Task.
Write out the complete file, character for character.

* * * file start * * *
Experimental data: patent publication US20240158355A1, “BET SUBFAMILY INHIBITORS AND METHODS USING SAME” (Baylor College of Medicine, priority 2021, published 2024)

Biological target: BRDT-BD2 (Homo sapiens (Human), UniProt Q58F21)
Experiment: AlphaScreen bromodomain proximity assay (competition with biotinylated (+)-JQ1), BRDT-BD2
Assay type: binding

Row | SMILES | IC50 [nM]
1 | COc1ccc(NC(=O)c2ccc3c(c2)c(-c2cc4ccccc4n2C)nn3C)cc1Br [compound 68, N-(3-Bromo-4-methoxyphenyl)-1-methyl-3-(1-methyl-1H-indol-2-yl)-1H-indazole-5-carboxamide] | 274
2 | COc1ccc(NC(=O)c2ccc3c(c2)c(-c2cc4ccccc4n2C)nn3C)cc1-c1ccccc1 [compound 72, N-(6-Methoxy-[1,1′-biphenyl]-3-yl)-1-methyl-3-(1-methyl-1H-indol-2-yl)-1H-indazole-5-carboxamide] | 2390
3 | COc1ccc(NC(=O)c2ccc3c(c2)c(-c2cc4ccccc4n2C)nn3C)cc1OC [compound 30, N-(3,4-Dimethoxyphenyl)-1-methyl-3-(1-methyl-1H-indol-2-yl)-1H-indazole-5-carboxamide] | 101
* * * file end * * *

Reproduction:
Experimental data: patent publication US20240158355A1, “BET SUBFAMILY INHIBITORS AND METHODS USING SAME” (Baylor College of Medicine, priority 2021, published 2024)

Biological target: BRDT-BD2 (Homo sapiens (Human), UniProt Q58F21)
Experiment: AlphaScreen bromodomain proximity assay (competition with biotinylated (+)-JQ1), BRDT-BD2
Assay type: binding

Row | SMILES | IC50 [nM]
1 | COc1ccc(NC(=O)c2ccc3c(c2)c(-c2cc4ccccc4n2C)nn3C)cc1Br [compound 68, N-(3-Bromo-4-methoxyphenyl)-1-methyl-3-(1-methyl-1H-indol-2-yl)-1H-indazole-5-carboxamide] | 274
2 | COc1ccc(NC(=O)c2ccc3c(c2)c(-c2cc4ccccc4n2C)nn3C)cc1-c1ccccc1 [compound 72, N-(6-Methoxy-[1,1′-biphenyl]-3-yl)-1-methyl-3-(1-methyl-1H-indol-2-yl)-1H-indazole-5-carboxamide] | 2390
3 | COc1ccc(NC(=O)c2ccc3c(c2)c(-c2cc4ccccc4n2C)nn3C)cc1OC [compound 30, N-(3,4-Dimethoxyphenyl)-1-methyl-3-(1-methyl-1H-indol-2-yl)-1H-indazole-5-carboxamide] | 101